• You might be onto something with that idea Cathy. Very good observation. I was wondering what “Pensador” meant but I used my last Google search of the day looking into what hydrocal could possibly be.


  5. As you might guess, I love this post! My favorite is “Aphrodite.” However, wind is pretty cool, too. Love the “repository of lost keys” retitling! Kind of blows me away! (Yeah, I know. Pretty bad!)


    • I thought about you when I was looking at these sculptures and figured at least one of them would have been produced in a vibrant shade of pink. I liked all of them in one way or another, and they all look very intriguing from various angles.


  6. Thank you so much for taking us with you on your cultural ride through NYC to see the sculptures!


  7. In what may be a first for me, a no-snark response: thank you. I actually feel enriched having taken your city art tour.


  8. Fantastic review! I am glad to know what the word “why” looks like.
    Thanks so much for sending Writer Wendy Reid and Samantha Mozart over to my blog! Did I miss something on a post of yours?


  9. Queen of Pentacles

    Wow! You are a true Patron of the Arts! I saw ‘Vortex’ yesterday evening and it really impressed me- enough that I spent several minutes admiring it. It was shimmering in the fading light. Reminded me of a drill bit, but much prettier. Thank you so much for your Up Close & Personal art tour!


    • “Drill bit!” Thank you Queen of P — I was so racking the little that remains of my addled middle-aged brain last night trying to remember that term! You win the virtual years supply of Makita drill bits courtesy of Lame Adventures. I feel such immense relief.

      I’m glad you enjoyed my tour — it’s the least I can do for you mentioning drill bit for me.


  10. Call me one of the unwashed masses but I think the best art here was the tile art on the subways!!!!!! Just think, the city itself in the way they built things a century ago created art that actually didn’t cause you to trip over it or it wasn’t placed in crosswalks or near busy subway stations – the art was made part of the transportation system – just like during the New Deal era when out of work artists created murals that still exist in many public spaces throughout the country. My rant for the day!


  11. Lame,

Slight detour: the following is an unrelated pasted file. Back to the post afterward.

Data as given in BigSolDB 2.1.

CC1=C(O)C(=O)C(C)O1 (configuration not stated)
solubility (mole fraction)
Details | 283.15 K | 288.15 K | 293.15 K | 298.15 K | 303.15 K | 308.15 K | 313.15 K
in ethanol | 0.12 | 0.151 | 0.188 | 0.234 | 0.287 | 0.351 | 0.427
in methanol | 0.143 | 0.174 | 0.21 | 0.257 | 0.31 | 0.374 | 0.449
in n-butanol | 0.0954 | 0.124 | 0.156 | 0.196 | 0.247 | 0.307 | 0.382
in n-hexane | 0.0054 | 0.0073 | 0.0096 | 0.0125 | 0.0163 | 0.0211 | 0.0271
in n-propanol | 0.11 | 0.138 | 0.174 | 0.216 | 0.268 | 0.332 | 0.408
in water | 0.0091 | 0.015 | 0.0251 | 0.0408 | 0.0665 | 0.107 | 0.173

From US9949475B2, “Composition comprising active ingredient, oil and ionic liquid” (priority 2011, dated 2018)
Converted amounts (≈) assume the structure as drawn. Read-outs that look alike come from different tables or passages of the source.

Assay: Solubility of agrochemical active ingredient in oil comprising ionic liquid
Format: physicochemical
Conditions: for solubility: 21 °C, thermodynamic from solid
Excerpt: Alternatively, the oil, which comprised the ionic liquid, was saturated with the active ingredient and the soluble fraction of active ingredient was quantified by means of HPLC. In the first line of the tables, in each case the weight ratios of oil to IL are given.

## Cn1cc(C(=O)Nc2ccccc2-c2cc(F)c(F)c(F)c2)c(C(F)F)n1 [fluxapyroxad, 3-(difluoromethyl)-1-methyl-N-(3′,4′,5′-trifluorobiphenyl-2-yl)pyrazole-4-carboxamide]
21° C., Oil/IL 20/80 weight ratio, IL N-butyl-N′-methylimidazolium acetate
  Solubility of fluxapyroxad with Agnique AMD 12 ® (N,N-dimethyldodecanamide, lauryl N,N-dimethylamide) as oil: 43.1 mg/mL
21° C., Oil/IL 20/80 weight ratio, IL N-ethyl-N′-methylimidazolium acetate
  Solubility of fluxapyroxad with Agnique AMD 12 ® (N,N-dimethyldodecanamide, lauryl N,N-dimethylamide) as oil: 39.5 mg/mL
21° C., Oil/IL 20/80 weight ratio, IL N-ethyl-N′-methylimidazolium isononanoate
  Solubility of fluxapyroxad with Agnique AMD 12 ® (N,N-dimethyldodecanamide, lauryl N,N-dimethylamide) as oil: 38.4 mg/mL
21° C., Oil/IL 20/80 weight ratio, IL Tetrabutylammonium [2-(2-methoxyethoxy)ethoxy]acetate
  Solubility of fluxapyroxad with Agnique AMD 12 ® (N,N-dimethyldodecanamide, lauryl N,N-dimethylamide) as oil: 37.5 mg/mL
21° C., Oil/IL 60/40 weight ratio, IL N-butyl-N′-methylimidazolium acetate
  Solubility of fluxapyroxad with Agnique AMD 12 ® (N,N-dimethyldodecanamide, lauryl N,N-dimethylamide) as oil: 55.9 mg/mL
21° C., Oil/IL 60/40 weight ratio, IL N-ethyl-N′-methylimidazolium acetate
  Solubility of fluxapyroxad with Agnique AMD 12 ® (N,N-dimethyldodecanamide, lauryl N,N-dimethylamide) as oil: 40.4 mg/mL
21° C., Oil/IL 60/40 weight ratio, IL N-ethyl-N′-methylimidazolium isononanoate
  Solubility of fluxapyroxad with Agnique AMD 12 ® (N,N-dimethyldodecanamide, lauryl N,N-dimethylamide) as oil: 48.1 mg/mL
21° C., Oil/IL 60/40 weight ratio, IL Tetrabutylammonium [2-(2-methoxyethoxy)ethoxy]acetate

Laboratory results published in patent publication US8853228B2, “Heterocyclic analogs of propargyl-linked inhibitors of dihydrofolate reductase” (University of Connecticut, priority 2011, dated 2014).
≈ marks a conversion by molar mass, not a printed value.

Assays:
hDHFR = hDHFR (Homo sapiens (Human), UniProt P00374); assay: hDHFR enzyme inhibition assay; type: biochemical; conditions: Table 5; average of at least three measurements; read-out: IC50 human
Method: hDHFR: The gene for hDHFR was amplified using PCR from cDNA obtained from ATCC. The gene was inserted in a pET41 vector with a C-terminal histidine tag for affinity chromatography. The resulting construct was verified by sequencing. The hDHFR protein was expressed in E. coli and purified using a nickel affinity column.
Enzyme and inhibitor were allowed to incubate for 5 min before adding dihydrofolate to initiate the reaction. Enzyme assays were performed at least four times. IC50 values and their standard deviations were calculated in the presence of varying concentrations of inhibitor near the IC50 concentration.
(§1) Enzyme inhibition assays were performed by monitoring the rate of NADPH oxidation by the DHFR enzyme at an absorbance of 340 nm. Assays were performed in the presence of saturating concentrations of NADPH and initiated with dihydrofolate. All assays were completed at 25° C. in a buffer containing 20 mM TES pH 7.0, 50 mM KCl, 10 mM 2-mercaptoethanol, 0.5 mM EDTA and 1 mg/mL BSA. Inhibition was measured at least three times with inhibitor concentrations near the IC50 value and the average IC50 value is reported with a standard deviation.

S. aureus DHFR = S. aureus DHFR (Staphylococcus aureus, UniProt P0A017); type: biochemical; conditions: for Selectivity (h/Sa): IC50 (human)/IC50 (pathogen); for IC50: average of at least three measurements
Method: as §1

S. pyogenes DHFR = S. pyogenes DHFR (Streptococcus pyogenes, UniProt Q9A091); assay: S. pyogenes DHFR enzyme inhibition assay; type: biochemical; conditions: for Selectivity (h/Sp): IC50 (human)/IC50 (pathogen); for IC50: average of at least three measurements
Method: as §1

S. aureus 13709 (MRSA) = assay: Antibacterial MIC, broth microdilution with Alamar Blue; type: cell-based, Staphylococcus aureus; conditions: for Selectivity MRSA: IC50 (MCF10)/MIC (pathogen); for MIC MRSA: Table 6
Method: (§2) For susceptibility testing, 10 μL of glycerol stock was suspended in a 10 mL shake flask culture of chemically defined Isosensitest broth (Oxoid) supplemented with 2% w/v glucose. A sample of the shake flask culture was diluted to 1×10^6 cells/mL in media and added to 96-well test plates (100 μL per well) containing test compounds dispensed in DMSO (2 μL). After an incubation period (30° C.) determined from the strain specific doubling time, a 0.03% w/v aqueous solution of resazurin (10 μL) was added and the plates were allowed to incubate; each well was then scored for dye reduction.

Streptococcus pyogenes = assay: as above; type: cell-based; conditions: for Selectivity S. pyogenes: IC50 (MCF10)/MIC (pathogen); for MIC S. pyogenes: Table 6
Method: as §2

Thank you for taking me with you around New York. Next time, could we stop by the Parson’s Institute, and stop for a bite at Gray’s Papaya?
    Le Clown


  12. That was a wonderful tour of a very cool art exhibit V. Very cool indeed. I loved the hammered metals. 🙂


  13. I love street art like this, street trails especially: but each of your exhibits has something quite amazing in its own right. I love ‘vortex’. It looks just like one.


  14. Thank you. I liked “O Pensador”, “The Wind” and Michelle Greene’s “Railrider’s Throne”. Um, do waiting riders actually sit in it? I’m with Martini Max — I like the subway tile art the best.

    As a piece of esoterica, thankfully here you thought to include photos, unlike some other blogger we know…. 😉

    Susie’s writing is great, descriptive and imaginative.

    Yes, “albeit” is a fun word.


    • You’ve covered a lot of ground with this comment! This evening I was hanging out with Milton near Vortex. I took him to see it. He was not impressed, but did agree that it is huge. Two tourists seemed to think it was a lot of fun. One even wedged himself into it as he other took his picture. Now I understand why it’s covered with fingerprints requiring a barrel of Windex whenever it is cleaned up — probably mid-November.


  15. I think I like your neighborhood better than mine… this was awesome. If I wasn’t such a hermit I would take a train in and take a gander, Maybe one day.. I will dream big for a country girl


    • Audra, you spend a few hours in the city, you’ll be able to crank out a week’s worth of posts on the train ride home. Fall’s a great time to visit — nicer weather, fewer tourists, and always plenty to see. Listen to me, I sound like I’m a cog in the NYC Visitors Bureau.


  16. Although I don’t think I like all of them, LA, they are quite interesting structures. Why and The Four I’m not too sure about, but I really like the Vortex and O Pensador (O Pensador kind of reminds me of one of the Star Trek: Deep Space Nine characters when he was changing his shape, Odo, if my memory serves me right…), and I love the chair and Aphrodite however.
    One thing I did notice… none of them had any carrier bags on them in your photos, but with the serviette and the keys, there’s time!
    Great post, by the way!


    • Glad you enjoyed another virtual visit to the Big Apple, Tom. I’m not a Star Trek: Deep Space Nine follower, but I researched Odo and this is the first line in the 1992 Writer Bible describing him: “Odo, an alien male, middle-aged curmudgeon, and a shape-shifter. In his natural state he is a gelatinous liquid.” I think that could work for O Pensador. Thanks for sharing your impressions.


  17. Aphrodite reminds me of a fork. Freud would have a field day with me.


  18. My favorites are Portrait of the Word Why, O Pensador, and the Wind. I would spend some time with those. Obviously I am not on the UWS nearly enough. The only one of those pieces I know about is the Railrider’s Throne, which I know very well. And the funny thing is that I have never ever seen anyone sit on it. EVER.


    • Those are my choices, too, along with Aphrodite — I like women in all shapes and sizes. I’ve seen pictures of small fry climbing all over Railrider’s Throne, but the germaphobe in me tries to avoid touching or sitting on anything in a station.

      Yes! You must spend more time on the UWS Weebs!


      • Jesus H. Christ woman! Go ahead and sit on things in the station. Aren’t you wearing a minimum of 1 layer of clothing? Regardless, whatever don’t kill you will only make you stronger (as the song goes). I know you missed out on the joys of raring little ones. What started out as a 5-second rule turned into a next-Tuesday rule in our house. If it hasn’t changed color significantly or grown a penicillin fuzz then it’s okay to ingest.


  19. Thanks for the delightful tour, which looked like fun to take! Meanwhile, the gold one could be Jabba the Hut as a teen.


  20. I love your commentary and the subway sign the best! I can’t wait to visit this winter!